Composting in Your Backyard
Cover every bucket of food scraps (“greens”) with three buckets of dried yard debris (“browns”), like leaves, dry grass, sawdust, or chipped wood. Covering food scraps with browns reduces odors and creates a good carbon to nitrogen ratio for soil bacteria and other decomposers to break down the pile.
Once the material has decomposed for months (speed up the process by mixing it once in a while) and cured for a few more months, you can use it as a nutrient boost for your garden. Mature compost looks and smells like dark brown soil.
If you compost in a backyard, the law allows you to throw meat, bones, and grease in the trash (including from seafood). These items don’t break down quickly in small-scale compost systems.
Solar digesters use the sun’s energy to break down food scraps.
You don’t need to add browns, and it IS ok to include meat, bones, and other animal products.
Similar to backyard composting, the law allows you to throw meat, bones, and their fats (including seafood) in the trash if you want.
Solar Digesters decompose waste material almost completely, so you will not end up with finished compost that you can use in your garden.
If you have chickens or pigs, you can feed household scraps to them.
To prevent the spread of diseases, the Agency of Agriculture prohibits feeding pigs food scraps that have touched meat or fish, including their organs, bones, and juices. These regulations do not apply to feeding personal food scraps to pigs that are for personal consumption. To learn more, consult Feeding Food Scraps to Pigs and the Agency of Agriculture’s Guidance on Feeding Food Scraps to Pigs.
Some food scraps from food manufacturing, such as spent brewery grain and whey, can also be fed to animals.
Drop-off composting: You can drop off food scraps and yard debris at any transfer station or bag-drop in Vermont. Many compost facilities also have drop-offs. Consult your local Waste Management District or town or our Materials Management Map to learn about services in your area.
Who’s Hauling Food Scraps? | Rutland County Waste Haulers
Curbside pick-up: Ask your hauler if they offer food scrap pick-up, or find a hauler on the statewide list of food scrap haulers. In Vermont, hauling food scraps for a fee requires a state hauler permit. If you live in bear country, check out these tips for keeping bears away from food scrap containers. Many of these tips will help keep bears away from garbage too.
Community Food Scrap Share Program
The Solid Waste Alliance Communities, Rutland County Solid Waste District, and 350 Rutland County are pleased to announce the roll out of the Community Food Scrap Share Program. This spring, over 285 people participated in our Composting 101 Workshops. As an offshoot of this educational project, we have created a community share platform after identifying the need for further opportunities for communities to divert food scraps from the trash.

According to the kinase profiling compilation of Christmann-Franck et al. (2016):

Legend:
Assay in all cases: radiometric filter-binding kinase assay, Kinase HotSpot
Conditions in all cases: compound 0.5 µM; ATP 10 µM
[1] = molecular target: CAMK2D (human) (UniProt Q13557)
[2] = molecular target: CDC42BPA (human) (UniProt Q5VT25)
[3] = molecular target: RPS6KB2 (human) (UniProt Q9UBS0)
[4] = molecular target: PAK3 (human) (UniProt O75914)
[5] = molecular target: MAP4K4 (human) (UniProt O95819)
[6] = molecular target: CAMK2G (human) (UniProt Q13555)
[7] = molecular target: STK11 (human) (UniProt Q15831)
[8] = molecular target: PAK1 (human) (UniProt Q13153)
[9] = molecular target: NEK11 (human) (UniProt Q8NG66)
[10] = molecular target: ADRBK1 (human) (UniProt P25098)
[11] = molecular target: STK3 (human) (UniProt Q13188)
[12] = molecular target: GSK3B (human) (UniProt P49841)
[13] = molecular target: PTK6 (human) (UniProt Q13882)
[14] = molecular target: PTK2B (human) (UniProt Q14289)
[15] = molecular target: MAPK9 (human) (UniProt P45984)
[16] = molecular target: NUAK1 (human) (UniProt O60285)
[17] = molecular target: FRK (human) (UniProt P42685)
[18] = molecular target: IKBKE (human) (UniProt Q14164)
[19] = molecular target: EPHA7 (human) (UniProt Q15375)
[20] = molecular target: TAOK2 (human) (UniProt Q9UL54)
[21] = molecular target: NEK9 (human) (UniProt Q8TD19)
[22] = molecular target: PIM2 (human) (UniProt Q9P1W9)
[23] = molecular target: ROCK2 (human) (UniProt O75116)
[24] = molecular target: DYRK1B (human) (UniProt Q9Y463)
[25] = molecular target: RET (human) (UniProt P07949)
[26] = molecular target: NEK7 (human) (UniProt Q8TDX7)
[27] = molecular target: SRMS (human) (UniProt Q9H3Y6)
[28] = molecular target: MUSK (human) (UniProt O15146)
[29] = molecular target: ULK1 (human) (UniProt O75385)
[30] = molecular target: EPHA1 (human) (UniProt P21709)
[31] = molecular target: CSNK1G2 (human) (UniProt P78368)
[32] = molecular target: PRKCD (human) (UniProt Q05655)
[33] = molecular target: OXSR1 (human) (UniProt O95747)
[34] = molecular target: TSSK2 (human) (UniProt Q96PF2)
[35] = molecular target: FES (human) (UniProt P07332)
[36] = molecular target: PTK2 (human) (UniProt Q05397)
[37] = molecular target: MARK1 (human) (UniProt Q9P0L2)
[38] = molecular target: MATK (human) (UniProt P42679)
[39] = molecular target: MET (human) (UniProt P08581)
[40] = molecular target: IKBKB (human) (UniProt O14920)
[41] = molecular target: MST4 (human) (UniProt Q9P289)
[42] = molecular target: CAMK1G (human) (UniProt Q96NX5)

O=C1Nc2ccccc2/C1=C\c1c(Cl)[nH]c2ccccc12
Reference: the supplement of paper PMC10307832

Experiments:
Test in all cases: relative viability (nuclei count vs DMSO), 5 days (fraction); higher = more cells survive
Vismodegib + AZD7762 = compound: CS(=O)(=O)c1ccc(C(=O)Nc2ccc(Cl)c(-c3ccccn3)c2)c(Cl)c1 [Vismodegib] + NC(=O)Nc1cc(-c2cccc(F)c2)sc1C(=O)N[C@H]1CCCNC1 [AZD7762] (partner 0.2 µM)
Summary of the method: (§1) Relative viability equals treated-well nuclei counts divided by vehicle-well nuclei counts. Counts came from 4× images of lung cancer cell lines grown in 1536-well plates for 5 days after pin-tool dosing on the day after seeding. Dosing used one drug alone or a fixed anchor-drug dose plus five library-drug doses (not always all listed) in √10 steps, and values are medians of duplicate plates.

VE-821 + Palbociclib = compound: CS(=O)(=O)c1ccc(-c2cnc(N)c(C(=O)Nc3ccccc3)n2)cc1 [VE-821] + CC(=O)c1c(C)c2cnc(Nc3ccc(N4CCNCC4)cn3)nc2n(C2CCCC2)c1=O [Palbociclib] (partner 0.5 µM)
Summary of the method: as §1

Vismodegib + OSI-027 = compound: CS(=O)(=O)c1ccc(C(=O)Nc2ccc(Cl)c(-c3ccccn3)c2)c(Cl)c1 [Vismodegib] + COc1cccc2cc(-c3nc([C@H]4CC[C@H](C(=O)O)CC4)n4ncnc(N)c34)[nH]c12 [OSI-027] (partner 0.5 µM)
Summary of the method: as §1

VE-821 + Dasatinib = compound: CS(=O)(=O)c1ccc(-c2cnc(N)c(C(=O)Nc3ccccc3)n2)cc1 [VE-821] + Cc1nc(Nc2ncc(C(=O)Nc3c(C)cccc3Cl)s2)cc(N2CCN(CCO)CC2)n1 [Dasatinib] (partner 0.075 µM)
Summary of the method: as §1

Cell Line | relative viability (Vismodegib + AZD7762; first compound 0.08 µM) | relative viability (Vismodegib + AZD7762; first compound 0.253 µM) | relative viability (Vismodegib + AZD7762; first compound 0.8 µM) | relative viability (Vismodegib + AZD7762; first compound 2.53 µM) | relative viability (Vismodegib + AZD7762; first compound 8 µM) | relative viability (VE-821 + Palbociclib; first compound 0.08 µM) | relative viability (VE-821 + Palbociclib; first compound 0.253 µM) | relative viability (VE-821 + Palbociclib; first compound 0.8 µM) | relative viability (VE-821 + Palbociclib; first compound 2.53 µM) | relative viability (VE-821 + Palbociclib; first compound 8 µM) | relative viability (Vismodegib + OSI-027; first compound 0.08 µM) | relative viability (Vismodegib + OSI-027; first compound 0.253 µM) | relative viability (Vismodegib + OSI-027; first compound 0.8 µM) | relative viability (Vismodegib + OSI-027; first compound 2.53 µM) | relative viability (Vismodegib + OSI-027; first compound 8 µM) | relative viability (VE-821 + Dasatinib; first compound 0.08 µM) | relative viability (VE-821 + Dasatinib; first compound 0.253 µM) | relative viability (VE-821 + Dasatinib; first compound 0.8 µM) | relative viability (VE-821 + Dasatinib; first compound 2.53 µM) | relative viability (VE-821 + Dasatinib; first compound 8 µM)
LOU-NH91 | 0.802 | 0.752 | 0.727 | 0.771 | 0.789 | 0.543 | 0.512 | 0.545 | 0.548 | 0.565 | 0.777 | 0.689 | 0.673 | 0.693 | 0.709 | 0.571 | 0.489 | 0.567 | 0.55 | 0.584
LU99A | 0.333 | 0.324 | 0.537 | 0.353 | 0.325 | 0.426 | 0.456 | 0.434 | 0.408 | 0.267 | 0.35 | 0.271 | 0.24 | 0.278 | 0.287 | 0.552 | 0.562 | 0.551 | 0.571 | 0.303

Are you unsure how to divert your food scraps from the trash? Anyone that wishes to donate food scraps to be handled elsewhere can register with contact information and town name, giving a food scrap receiver the opportunity to make contact.
Food scrap receivers (home composters or farmers with animals) can register with contact information and town name, giving a food scrap donor the opportunity to make contact. They can also request, accept and use additional food scraps from neighbors, develop their own systems for drop off, and potentially share in surplus amounts of finished compost in the future.
This project is a win/win on many levels. It builds community, keeps food scraps out of the landfill, and diminishes the amount of scraps that the transfer stations need to have hauled to an industrial compost facility. And it ensures the creation of additional soil and food that will increase our local food security.
Do you need another option to divert your food scraps from the trash? Want more food scraps to make soil or feed animals? Your neighbors may be able to help you out!
The USEPA and USDA estimate that over 30% of the United States food supply is wasted. In 2010 an estimated 133 billion pounds of food never was eaten. In response to the impact of wasted food on the environment, the USEPA and USDA announced in September 2015 a national goal to reduce food waste by 50% by 2030.
Food loss and waste has far-reaching impacts on food security, resource conservation and climate change. Food loss and waste is the single largest component of disposed U.S. municipal solid waste, and accounts for a significant portion of U.S. methane emissions. Landfills are the third largest source of methane in the United States. Furthermore, experts have projected that reducing food losses by just 15 percent would provide enough food for more than 25 million Americans every year, helping to sharply reduce incidences of food insecurity for millions.
How to Donate Food | Vermont Food Bank | Rutland Area Food Shelves